Sons & Daughters – 708 Bush St., (415) 391 8311
Charming dining roomSons & Daughtersis another must-try for its refined menu centred on locally-grown ingredients, not to mention its quaint ambience. The seven-course set menu features seaonal flavours and the finest produce from the restaurant’s private orchard garden in Los Gatos, just outside the city.
Bourbon & Branch – 501 Jones Treet, (415) 346 1736
Revisit the era of 1920s Prohibition at this speakeasy, inspired by a bar which operated illegally at this location from 1921 to 1933. Reservations atBourbon & Branchare recommended for dinner, but to try one of their hand-numbered bourbons, scotches or cocktails, just ring the buzzer and use the password “books” to be escorted to a secret location encircled by floor-to-ceiling bookcases of period volumes.
Hotel Biron – 45 Rose St., (415) 703 0403
The rustic, mottled walls, copper tables and simple wrought iron bistro-style seating at this gorgeous gem of a wine bar-cum-art gallery evokes a Parisian basement hangout. The extensive wine list atHotel Bironfeatures carefully selected labels from French and California vineyards, accompanied by a small – but lovingly presented – menu of cheese, olives, local fruits and charcuterie.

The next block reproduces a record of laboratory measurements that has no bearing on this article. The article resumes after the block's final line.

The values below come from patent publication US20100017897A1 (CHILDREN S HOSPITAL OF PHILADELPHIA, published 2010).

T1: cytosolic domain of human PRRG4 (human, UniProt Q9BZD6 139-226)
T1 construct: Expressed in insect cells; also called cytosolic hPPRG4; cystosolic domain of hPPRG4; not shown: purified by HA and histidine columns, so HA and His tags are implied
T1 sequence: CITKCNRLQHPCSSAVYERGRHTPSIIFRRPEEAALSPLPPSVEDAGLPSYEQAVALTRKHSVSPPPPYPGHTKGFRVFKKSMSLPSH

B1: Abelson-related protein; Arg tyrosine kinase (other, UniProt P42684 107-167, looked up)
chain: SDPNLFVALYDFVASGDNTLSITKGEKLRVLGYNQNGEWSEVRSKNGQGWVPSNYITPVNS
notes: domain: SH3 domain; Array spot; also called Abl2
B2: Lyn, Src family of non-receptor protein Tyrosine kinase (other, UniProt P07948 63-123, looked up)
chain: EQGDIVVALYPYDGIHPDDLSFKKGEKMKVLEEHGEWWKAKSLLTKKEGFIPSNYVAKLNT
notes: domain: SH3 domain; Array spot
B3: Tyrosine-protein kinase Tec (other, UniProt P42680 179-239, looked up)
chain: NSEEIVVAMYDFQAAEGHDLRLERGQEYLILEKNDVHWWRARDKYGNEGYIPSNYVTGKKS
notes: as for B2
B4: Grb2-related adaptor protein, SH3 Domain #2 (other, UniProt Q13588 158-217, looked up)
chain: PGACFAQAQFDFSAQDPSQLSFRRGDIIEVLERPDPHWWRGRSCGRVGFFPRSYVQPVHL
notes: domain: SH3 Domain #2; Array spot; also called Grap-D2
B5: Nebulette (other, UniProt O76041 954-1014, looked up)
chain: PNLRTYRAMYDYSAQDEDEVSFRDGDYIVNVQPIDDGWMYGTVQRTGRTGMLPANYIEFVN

Top of the Mark – 1 Nob Hill, (415) 616 6916
This San Francisco landmark has drawn enamoured couples up to the 19th floor since the hotel opened in 1926. Decorated in rich wood tones with iron accents, casual perches at Top of the Markoffer 360 degree vistas of San Francisco – arguably the city’s most romantic backdrop, and the perfect setting to enjoy one (or more) of the famed ‘100 Martinis’ in good company.
The Fairmont San Francisco – 950 Mason St., (415) 772 5000
On Nob Hill, the Fairmont is a gloriously grandiose icon of San Fran hospitality. Couples will love the Balcony Suites, with their elegant parlours, bedrooms and marble bathtubs, and scenic views of the city from the private ornately filigreed terrace; or the sheer ostentatious luxury of the Fairmont’s singular suite options.
The Intercontinental Mark Hopkins – 1 Nob Hill, (415) 392 3434
Also located on Nob Hill, just across the road from The Fairmont San Francisco and close to Union Square shopping, the Financial District and Chinatown, this imposing hotel is as redolent of success and spectacle as when it first opened in 1926. Boasting stately-home style suites, complete with chocolate model of the hotel and Champagne on ice as a welcoming gift, The Intercontinental Mark Hopkinsis just made for romance.